Letter

Scope and Content

To Mary Tooth. Jenkins has sent the ‘quarter’s money’ towards the Wesleyan Missions and is sorry that it is not in her power to contribute more for the work among the poor people ‘who know not God’. When she thinks on past times, she regrets that she spent her money on ‘that which was not bread and my labour for that which satisfieth not’.

Jenkins feels great gratitude towards God and to the people who have helped in sending the preachers.

In a postscript, she asks if she should send the money weekly, monthly or quarterly.

[Partly transcribed in Memoirs of Miss Sarah Jenkinsby Mary Tooth (London, Methodist Book Room, 1829), 21]

Note

  • Sarah Jenkins (1808-27) was born of Anglican parentage at Allscott, in the parish of Worfield, Shropshire. She began to experience religious stirrings at the age of fifteen during a visit to a cousin in Staffordshire. Shortly after her return, she was introduced to a circle of notable Methodist women at the centre of which was Mary Tooth of Madeley, the one-time companion of the evangelist Mary Fletcher. Her family were against her Methodist leanings, although this worked to her advantage, as Sarah’s father chose to allow the preachers to have their meetings in one of his properties, rather than allow his daughter to stray elsewhere. This provided the opportunity for the first Methodist sermon to be preached in her village. Sarah, despite her age, was at the forefront of the work, distributing tracts and visiting the poor. She was also quickly appointed class leader. In 1825, she visited London for a stay of several months and worshipped at Hinde Street Chapel where she was introduced to surviving members of the Wesley family. Upon her return to Shropshire, Sarah continued her work at Alscott. In December 1826, her father died and a few weeks later her brother Charles fell ill and also passed away. Sarah was occupied in supporting her mother and her own health began to suffer. She died on January 27th 1827 at the age of eighteen. Her brother John died two months later and her sister Jane and brother William also fell ill and did not long survive the other members of the family. Of the Jenkins children who died during this three month period, all except John were teenagers or younger. The secondary sources do not reveal the cause of death, although an epidemic of some kind would seem likely. Source: Memoirs of Sarah Jenkins by Mary Tooth (London: Methodist Book Room, 1829)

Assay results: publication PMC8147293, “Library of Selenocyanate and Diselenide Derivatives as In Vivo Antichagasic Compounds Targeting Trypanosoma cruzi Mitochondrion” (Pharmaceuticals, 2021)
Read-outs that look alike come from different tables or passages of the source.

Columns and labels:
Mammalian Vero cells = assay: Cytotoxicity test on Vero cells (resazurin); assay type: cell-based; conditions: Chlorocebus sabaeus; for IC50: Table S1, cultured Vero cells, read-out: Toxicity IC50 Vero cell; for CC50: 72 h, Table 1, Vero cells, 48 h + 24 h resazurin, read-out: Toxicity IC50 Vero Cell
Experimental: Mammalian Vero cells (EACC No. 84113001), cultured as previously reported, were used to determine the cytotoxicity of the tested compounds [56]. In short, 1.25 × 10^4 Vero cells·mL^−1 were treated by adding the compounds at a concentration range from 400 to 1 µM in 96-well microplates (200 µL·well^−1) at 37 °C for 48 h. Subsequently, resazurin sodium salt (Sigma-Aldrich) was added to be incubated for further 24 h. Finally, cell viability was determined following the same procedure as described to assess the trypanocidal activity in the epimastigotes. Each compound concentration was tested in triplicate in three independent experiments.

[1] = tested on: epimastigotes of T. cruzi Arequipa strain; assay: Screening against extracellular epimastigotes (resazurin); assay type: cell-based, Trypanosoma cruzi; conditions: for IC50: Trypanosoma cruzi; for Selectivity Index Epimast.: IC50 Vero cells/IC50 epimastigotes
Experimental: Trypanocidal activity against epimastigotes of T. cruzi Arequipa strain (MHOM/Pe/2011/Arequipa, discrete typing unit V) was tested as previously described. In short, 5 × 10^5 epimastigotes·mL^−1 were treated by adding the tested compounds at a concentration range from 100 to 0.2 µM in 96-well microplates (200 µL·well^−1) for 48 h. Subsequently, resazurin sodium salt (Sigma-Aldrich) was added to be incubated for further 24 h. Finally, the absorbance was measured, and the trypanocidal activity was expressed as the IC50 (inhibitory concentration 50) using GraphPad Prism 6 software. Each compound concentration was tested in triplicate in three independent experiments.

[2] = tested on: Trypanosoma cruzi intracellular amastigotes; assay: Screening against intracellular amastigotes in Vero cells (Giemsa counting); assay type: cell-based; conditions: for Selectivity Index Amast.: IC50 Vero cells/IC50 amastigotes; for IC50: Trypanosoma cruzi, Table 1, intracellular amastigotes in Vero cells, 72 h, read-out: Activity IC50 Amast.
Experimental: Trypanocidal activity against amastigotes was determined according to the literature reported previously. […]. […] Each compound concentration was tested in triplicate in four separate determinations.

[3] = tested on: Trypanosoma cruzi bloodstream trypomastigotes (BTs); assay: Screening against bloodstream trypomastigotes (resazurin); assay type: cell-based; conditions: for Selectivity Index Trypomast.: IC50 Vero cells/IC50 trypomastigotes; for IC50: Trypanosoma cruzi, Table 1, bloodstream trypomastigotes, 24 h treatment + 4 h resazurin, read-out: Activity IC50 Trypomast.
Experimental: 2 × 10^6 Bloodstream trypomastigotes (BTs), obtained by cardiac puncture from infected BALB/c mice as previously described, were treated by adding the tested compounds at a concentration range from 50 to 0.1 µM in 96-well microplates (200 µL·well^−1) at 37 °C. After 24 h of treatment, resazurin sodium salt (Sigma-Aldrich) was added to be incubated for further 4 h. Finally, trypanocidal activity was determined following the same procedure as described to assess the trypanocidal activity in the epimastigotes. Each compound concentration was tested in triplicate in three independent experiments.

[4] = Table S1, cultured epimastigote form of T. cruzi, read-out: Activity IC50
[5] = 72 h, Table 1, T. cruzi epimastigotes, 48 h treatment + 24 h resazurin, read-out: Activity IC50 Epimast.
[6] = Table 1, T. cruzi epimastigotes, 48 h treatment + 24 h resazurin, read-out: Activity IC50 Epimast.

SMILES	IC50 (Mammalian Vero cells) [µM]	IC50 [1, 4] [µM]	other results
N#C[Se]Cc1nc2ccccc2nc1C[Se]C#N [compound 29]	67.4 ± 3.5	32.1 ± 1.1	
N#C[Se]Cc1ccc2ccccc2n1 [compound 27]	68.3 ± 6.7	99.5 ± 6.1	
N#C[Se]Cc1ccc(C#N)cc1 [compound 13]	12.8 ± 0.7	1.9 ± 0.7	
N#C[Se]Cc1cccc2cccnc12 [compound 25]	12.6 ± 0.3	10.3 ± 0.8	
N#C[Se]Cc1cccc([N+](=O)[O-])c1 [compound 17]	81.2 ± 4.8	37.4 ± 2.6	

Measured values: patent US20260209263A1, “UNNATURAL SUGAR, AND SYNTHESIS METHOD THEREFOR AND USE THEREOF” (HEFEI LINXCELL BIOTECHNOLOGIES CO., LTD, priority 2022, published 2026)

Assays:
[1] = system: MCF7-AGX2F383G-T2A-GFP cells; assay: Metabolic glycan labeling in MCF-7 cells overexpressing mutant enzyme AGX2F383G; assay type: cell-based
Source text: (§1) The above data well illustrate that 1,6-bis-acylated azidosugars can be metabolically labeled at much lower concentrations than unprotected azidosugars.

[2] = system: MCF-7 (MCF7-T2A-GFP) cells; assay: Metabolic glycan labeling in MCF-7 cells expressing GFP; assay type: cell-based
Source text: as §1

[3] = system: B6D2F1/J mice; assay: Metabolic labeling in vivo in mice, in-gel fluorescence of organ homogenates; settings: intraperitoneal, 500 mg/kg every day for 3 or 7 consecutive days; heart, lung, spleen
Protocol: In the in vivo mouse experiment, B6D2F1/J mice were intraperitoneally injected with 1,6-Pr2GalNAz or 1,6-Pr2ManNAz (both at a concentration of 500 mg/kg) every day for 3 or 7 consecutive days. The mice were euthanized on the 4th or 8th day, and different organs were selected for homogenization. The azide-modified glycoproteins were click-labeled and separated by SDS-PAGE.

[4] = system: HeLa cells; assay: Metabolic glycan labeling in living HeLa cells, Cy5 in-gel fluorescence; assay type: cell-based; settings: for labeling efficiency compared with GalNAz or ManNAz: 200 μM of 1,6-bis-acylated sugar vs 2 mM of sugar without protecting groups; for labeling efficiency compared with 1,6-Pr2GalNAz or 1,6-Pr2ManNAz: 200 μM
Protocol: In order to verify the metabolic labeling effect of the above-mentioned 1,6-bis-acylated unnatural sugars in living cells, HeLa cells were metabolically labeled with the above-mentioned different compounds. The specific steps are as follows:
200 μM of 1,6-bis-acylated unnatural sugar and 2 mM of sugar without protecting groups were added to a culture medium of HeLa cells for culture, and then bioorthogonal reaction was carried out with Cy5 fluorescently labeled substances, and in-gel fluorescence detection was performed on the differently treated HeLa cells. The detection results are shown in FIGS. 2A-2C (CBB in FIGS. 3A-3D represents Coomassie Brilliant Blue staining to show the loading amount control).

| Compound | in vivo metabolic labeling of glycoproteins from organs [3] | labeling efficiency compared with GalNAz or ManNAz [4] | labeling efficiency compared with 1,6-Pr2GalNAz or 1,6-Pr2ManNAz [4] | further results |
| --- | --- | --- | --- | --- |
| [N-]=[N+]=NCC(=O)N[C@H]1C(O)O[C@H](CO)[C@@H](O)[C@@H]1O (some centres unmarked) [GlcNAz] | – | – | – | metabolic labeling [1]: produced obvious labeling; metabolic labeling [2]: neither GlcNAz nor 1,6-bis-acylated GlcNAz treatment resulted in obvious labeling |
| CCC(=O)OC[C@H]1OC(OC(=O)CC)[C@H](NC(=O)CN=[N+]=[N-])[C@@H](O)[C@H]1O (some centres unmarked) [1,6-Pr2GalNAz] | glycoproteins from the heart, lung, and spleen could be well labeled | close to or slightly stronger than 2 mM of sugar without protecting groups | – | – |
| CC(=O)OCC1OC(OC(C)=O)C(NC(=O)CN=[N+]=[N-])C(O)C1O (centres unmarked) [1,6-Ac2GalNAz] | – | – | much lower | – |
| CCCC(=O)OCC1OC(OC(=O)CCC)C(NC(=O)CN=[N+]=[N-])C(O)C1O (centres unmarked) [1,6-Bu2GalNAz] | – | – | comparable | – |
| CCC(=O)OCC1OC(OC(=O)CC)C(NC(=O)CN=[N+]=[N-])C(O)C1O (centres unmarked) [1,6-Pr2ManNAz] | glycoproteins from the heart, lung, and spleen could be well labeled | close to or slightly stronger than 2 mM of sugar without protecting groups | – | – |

Note

Note

  • Sarah Jenkins (1808-27) was born of Anglican parentage at Allscott, in the parish of Worfield, Shropshire. She began to experience religious stirrings at the age of fifteen during a visit to a cousin in Staffordshire. Shortly after her return, she was introduced to a circle of notable Methodist women at the centre of which was Mary Tooth of Madeley, the one-time companion of the evangelist Mary Fletcher. Her family were against her Methodist leanings, although this worked to her advantage, as Sarah’s father chose to allow the preachers to have their meetings in one of his properties, rather than allow his daughter to stray elsewhere. This provided the opportunity for the first Methodist sermon to be preached in her village. Sarah, despite her age, was at the forefront of the work, distributing tracts and visiting the poor. She was also quickly appointed class leader. In 1825, she visited London for a stay of several months and worshipped at Hinde Street Chapel where she was introduced to surviving members of the Wesley family. Upon her return to Shropshire, Sarah continued her work at Alscott. In December 1826, her father died and a few weeks later her brother Charles fell ill and also passed away. Sarah was occupied in supporting her mother and her own health began to suffer. She died on January 27th 1827 at the age of eighteen. Her brother John died two months later and her sister Jane and brother William also fell ill and did not long survive the other members of the family. Of the Jenkins children who died during this three month period, all except John were teenagers or younger. The secondary sources do not reveal the cause of death, although an epidemic of some kind would seem likely. Source: Memoirs of Sarah Jenkins by Mary Tooth (London: Methodist Book Room, 1829)